30 thoughts on “Quarry by Catherine Graham”
A fine review of a book I loved reading. I’ve never read her poetry, but it is quite acclaimed from what I have seen.
And “The Celery Forest” is such a great title!
I wasn’t surprised when you mentioned she is a poet – the quotes were very lyrical. I also had no idea quarry came from coeur!
Investigating authors and listening to interviews about the books I read usually gives me more insight into the stories, which makes me appreciate them even more. Even just little things like the different meanings of the title!
Got to love a review that introduces you to a new meaning of a familiar word: I knew the first two but not the third! The quotes you’ve pulled out are very striking, Naomi, which I suspect mkes the book all the more heartrending.
It’s so beautifully written!
I love the quotes you use to illustrate your review, and they’re certainly beautifully written and poignant. But it sounds like a heartbreaking read.
There is a lot of sadness in the story, and tragedy. But it’s not as sad to read as you might think. There are many sparks of happiness and lightness sprinkled through.
That’s good to know. 😀
Another book I’ve never heard of. I keep thinking you might actually review one I’ve heard of before. But I’m really getting an exposure to Canadian literature through your reviews. That’s assuming this one is Canadian.
Yes, it is! And I’m glad to be exposing you to some good CanLit.
I predict that I’ll be reviewing a book you’ve heard of on April 1st (if not sooner). 😉
Yeah, I’m reading it now.
Thanks so much for this review – I am moving this to the top of the TBR right now!
I’m so excited that you’ll be reading it! 🙂
It’s always a pleasure to come across really good – as opposed to merely competent – writing, and it’s all too infrequent. My kids were in primary school in the 1980s so I get some of the cultural references, Little House on the Prairie in particular, which they loved. But in my own teenage years in the 1960s our local swimming pool – the Box Hill Dive – in relatively inner suburban Melbourne was a disused quarry, bottomless according to local legend, and freezing!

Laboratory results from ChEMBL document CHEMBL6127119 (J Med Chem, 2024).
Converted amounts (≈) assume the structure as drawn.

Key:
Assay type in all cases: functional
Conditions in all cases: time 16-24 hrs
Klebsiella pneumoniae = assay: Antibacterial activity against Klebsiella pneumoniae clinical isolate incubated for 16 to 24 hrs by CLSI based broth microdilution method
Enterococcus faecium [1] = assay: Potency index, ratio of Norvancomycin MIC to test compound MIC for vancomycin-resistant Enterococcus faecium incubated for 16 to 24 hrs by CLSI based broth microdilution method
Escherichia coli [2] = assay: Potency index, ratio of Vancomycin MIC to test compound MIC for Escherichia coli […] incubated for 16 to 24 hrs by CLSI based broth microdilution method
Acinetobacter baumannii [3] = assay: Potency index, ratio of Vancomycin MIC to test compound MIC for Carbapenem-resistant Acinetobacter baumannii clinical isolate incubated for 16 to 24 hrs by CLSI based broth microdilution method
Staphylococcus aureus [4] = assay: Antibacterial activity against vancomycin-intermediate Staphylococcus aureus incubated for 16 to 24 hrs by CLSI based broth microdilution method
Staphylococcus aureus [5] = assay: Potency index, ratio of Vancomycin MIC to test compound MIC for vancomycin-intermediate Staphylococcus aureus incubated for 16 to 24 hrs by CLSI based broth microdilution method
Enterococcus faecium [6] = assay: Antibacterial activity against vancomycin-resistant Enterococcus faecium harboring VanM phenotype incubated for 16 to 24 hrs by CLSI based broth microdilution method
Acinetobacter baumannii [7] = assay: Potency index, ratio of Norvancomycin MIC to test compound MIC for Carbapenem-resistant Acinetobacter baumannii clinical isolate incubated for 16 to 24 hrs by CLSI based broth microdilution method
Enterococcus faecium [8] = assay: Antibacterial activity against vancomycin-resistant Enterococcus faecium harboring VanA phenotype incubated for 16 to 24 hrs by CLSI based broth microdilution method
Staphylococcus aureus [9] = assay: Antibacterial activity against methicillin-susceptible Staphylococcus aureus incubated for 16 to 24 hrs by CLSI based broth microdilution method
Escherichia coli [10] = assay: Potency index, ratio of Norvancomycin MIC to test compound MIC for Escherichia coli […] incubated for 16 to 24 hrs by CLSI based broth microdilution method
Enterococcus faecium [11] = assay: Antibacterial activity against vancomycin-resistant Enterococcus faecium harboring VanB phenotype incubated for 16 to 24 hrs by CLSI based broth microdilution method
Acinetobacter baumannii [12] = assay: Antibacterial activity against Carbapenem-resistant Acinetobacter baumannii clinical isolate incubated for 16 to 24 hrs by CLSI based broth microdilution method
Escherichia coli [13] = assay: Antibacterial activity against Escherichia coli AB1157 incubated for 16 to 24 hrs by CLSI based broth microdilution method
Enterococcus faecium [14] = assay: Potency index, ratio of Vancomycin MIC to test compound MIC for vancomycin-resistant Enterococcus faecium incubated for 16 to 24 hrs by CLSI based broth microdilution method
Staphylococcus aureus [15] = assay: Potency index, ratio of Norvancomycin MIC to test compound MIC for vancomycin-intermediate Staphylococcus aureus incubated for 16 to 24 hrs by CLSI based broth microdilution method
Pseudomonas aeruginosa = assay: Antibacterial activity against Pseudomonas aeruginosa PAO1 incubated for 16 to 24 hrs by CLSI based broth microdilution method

It seems right that it would be freezing, surrounded by cold hard rock, but I’ve never swum in a quarry.
I must be around the same age as your kids, then (I’m 44.). I loved Little House on the Prairie!
Sounds like a heartbreaker, but the quality of the writing looks excellent from the quotes.
It is beautifully written!
The Quarry seems like a potent metaphor. Swimming there would be a cleanser too from her life. The book cover is quite something — unsettling.
I still can’t decide if I like the cover. I don’t think I would have read it based on the cover alone. Good thing I would never do that! 😉
oooOOOOooo, I think I know this quarry. In any case, I want to read this one. For suresies!
This sounds like a keeper. Southern Ontario is where I grew up so I’m sure many things would ring true for me. And I know these are nothign alike, but living beside a big pit reminds me of the television show Parks and Recreation with Amy Poehler-do you know it? It’s a comedy like The Office 🙂
I only know it, because people borrow it from the library…
I didn’t know you grew up in Ontario – I thought you were an Albertan all the way!
Oh no no no no! I grew up in Southern Ontario and moved out to AB in 2009 to live with my (now) husband. Southern Ontario is still very much ‘home’ for me.
I’ve learned something new. 🙂
I didn’t know quarry was related to coeur! I always associate quarries with stories of swimmers drowning in them so to me they seem innately eerie.
There *was* a story or rumour that there had been a drowning in the quarry, and she thought about it every now and then. I’m sure I would imagine some kind of mutant fish coming up to nibble on my toes.
There’s always a drowning! I hadn’t thought about mutant fish but now I guess I would!